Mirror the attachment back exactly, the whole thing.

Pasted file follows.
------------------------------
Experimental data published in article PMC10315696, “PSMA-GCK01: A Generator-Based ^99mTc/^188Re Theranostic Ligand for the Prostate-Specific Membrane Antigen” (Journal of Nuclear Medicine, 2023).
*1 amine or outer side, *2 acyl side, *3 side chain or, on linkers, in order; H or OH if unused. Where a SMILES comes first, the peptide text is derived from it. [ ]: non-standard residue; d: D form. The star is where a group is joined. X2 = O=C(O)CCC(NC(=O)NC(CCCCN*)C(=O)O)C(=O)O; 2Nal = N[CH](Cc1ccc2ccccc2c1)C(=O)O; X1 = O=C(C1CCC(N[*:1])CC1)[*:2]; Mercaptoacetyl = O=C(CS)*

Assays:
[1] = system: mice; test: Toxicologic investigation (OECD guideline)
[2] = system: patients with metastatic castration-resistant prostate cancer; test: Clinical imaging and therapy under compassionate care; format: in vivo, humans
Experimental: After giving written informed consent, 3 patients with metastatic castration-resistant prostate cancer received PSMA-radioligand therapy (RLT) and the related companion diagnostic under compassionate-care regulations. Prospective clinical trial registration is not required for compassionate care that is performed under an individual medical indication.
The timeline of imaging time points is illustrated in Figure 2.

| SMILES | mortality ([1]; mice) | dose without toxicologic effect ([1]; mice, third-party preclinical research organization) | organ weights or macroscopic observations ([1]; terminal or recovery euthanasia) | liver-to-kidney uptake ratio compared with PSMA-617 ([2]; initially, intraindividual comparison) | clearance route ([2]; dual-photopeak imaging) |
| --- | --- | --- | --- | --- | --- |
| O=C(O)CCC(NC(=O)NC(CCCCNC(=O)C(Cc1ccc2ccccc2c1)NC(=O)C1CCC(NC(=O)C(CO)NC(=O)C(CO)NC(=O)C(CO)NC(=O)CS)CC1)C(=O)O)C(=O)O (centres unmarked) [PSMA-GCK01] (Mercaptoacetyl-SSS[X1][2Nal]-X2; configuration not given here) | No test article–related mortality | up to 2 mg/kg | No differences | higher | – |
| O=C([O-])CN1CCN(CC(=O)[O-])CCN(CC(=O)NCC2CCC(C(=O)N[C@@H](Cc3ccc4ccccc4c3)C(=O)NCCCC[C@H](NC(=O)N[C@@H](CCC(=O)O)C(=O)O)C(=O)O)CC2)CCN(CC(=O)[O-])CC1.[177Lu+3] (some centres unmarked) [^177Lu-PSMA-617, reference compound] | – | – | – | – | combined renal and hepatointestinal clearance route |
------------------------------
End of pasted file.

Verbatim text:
Experimental data published in article PMC10315696, “PSMA-GCK01: A Generator-Based ^99mTc/^188Re Theranostic Ligand for the Prostate-Specific Membrane Antigen” (Journal of Nuclear Medicine, 2023).
*1 amine or outer side, *2 acyl side, *3 side chain or, on linkers, in order; H or OH if unused. Where a SMILES comes first, the peptide text is derived from it. [ ]: non-standard residue; d: D form. The star is where a group is joined. X2 = O=C(O)CCC(NC(=O)NC(CCCCN*)C(=O)O)C(=O)O; 2Nal = N[CH](Cc1ccc2ccccc2c1)C(=O)O; X1 = O=C(C1CCC(N[*:1])CC1)[*:2]; Mercaptoacetyl = O=C(CS)*

Assays:
[1] = system: mice; test: Toxicologic investigation (OECD guideline)
[2] = system: patients with metastatic castration-resistant prostate cancer; test: Clinical imaging and therapy under compassionate care; format: in vivo, humans
Experimental: After giving written informed consent, 3 patients with metastatic castration-resistant prostate cancer received PSMA-radioligand therapy (RLT) and the related companion diagnostic under compassionate-care regulations. Prospective clinical trial registration is not required for compassionate care that is performed under an individual medical indication.
The timeline of imaging time points is illustrated in Figure 2.

| SMILES | mortality ([1]; mice) | dose without toxicologic effect ([1]; mice, third-party preclinical research organization) | organ weights or macroscopic observations ([1]; terminal or recovery euthanasia) | liver-to-kidney uptake ratio compared with PSMA-617 ([2]; initially, intraindividual comparison) | clearance route ([2]; dual-photopeak imaging) |
| --- | --- | --- | --- | --- | --- |
| O=C(O)CCC(NC(=O)NC(CCCCNC(=O)C(Cc1ccc2ccccc2c1)NC(=O)C1CCC(NC(=O)C(CO)NC(=O)C(CO)NC(=O)C(CO)NC(=O)CS)CC1)C(=O)O)C(=O)O (centres unmarked) [PSMA-GCK01] (Mercaptoacetyl-SSS[X1][2Nal]-X2; configuration not given here) | No test article–related mortality | up to 2 mg/kg | No differences | higher | – |
| O=C([O-])CN1CCN(CC(=O)[O-])CCN(CC(=O)NCC2CCC(C(=O)N[C@@H](Cc3ccc4ccccc4c3)C(=O)NCCCC[C@H](NC(=O)N[C@@H](CCC(=O)O)C(=O)O)C(=O)O)CC2)CCN(CC(=O)[O-])CC1.[177Lu+3] (some centres unmarked) [^177Lu-PSMA-617, reference compound] | – | – | – | – | combined renal and hepatointestinal clearance route |